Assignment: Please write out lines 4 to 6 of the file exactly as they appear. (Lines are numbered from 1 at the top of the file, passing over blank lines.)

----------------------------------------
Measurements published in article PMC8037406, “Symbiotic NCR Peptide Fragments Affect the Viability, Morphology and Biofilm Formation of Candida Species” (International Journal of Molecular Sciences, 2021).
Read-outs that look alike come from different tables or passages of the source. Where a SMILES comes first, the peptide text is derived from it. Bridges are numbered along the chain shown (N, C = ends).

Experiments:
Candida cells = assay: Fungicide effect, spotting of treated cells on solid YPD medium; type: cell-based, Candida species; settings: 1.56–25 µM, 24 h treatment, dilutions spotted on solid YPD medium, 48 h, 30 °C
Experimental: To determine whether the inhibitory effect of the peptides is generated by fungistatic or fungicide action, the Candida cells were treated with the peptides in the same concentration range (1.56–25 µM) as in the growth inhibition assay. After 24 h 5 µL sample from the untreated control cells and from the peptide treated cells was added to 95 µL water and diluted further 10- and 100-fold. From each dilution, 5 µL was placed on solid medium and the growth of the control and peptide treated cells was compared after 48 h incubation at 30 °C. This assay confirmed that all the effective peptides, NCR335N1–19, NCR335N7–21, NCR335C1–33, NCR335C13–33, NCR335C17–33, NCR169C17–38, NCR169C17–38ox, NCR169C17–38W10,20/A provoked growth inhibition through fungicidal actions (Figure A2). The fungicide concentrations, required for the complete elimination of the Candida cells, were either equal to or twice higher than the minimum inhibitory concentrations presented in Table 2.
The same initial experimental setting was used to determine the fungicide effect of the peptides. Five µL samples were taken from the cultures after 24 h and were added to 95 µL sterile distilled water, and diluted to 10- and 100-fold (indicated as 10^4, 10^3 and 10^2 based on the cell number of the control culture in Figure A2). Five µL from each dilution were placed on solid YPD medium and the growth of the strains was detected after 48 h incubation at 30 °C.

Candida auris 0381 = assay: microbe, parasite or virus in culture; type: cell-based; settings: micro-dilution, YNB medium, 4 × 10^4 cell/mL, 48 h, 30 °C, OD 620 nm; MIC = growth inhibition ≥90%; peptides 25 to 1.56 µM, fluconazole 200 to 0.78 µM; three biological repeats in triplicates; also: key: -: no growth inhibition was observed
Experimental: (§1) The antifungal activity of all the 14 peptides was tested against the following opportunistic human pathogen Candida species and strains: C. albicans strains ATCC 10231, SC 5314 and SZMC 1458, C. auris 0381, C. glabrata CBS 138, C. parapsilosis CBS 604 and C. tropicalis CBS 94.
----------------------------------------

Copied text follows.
Candida cells = assay: Fungicide effect, spotting of treated cells on solid YPD medium; type: cell-based, Candida species; settings: 1.56–25 µM, 24 h treatment, dilutions spotted on solid YPD medium, 48 h, 30 °C
Experimental: To determine whether the inhibitory effect of the peptides is generated by fungistatic or fungicide action, the Candida cells were treated with the peptides in the same concentration range (1.56–25 µM) as in the growth inhibition assay. After 24 h 5 µL sample from the untreated control cells and from the peptide treated cells was added to 95 µL water and diluted further 10- and 100-fold. From each dilution, 5 µL was placed on solid medium and the growth of the control and peptide treated cells was compared after 48 h incubation at 30 °C. This assay confirmed that all the effective peptides, NCR335N1–19, NCR335N7–21, NCR335C1–33, NCR335C13–33, NCR335C17–33, NCR169C17–38, NCR169C17–38ox, NCR169C17–38W10,20/A provoked growth inhibition through fungicidal actions (Figure A2). The fungicide concentrations, required for the complete elimination of the Candida cells, were either equal to or twice higher than the minimum inhibitory concentrations presented in Table 2.
The same initial experimental setting was used to determine the fungicide effect of the peptides. Five µL samples were taken from the cultures after 24 h and were added to 95 µL sterile distilled water, and diluted to 10- and 100-fold (indicated as 10^4, 10^3 and 10^2 based on the cell number of the control culture in Figure A2). Five µL from each dilution were placed on solid YPD medium and the growth of the strains was detected after 48 h incubation at 30 °C.